OK, deep breath: I’m going to tackle a second novel for National Novel Writing Month in November. (Fellow participants, you’ll find my page here if you’re looking for a writing buddy.)
Last year, I spent most of the month sequestered in back rooms, pounding out 50,581 words (the target for the month is 50,000) that resembled a story. I cheated a little, borrowing on existing characters created and abandoned by an author who died a half-century ago, and placing them in a world I’ve been thinking about for nearly 20 years now. In some ways, this would be the introductory tale to a new world I hope to explore in a series of future stories.
Then I literally zipped the whole thing into a digital file and never opened it again.
The story has some problems, not the least of which would be a legal-permissions-copyright-intellectual property complication. It’s short and moves fast, and could use more description and development. I suppose this would be true of any first draft.
The biggest problem I had, though, was not with the story itself but with my time management. Writing an entire book in one month is labor-intensive and takes time away from your other activities. Instead of following through with it (revising, reworking, attempting to publish), I went back to work on collecting and editing my essays from the Republican-American, which I’ve promised to self-publish to benefit the newspaper’s Campership Fund.
I’ve now read, edited, and rough-sorted about 800 of nearly 1,000 columns I wrote for the paper between 1993 and 2018, pretty much in chronological order, with only the years 2015.75 through 2018.25 left to go. And that will take priority, partly because of the commitment I’ve made and partly for marketing purposes. I need to launch that book (or books) before the newspaper and its readers forget about the column (or die waiting).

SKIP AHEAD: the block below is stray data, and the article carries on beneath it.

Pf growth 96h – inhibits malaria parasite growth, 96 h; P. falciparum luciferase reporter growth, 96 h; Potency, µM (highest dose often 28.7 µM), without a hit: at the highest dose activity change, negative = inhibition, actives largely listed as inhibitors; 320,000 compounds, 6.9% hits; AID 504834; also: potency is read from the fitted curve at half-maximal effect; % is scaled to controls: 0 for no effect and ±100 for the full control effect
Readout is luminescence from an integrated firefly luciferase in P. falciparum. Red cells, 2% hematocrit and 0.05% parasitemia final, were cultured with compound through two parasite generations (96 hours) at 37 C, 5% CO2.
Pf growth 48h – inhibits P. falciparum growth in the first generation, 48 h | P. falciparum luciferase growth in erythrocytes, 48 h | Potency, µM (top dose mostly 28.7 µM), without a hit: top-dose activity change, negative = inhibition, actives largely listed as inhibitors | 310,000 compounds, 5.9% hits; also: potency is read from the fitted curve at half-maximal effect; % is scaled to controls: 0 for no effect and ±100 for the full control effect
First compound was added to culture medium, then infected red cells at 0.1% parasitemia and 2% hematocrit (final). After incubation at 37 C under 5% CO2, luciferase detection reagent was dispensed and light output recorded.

So in November I’ll give NaNoWriMo another try. This time it will be “He Said, She Said,” a novel about the career of a couple of journalists who start with a local newspaper just after the Watergate era. It follows their careers through the days of Trump and “fake news,” exploring their own relationship but also the nation’s changing political climate and the rise and fall of the journalism industry during that period.
To non-newsies, that may sound dull, but I’m hoping that some behind-the-scenes color, some humor, and a look at the broad picture of a lifetime’s experience will help put our situation today into perspective.
And if not, there’s always the remaining columns to finish off. I’m dying to find out how that story ends, too.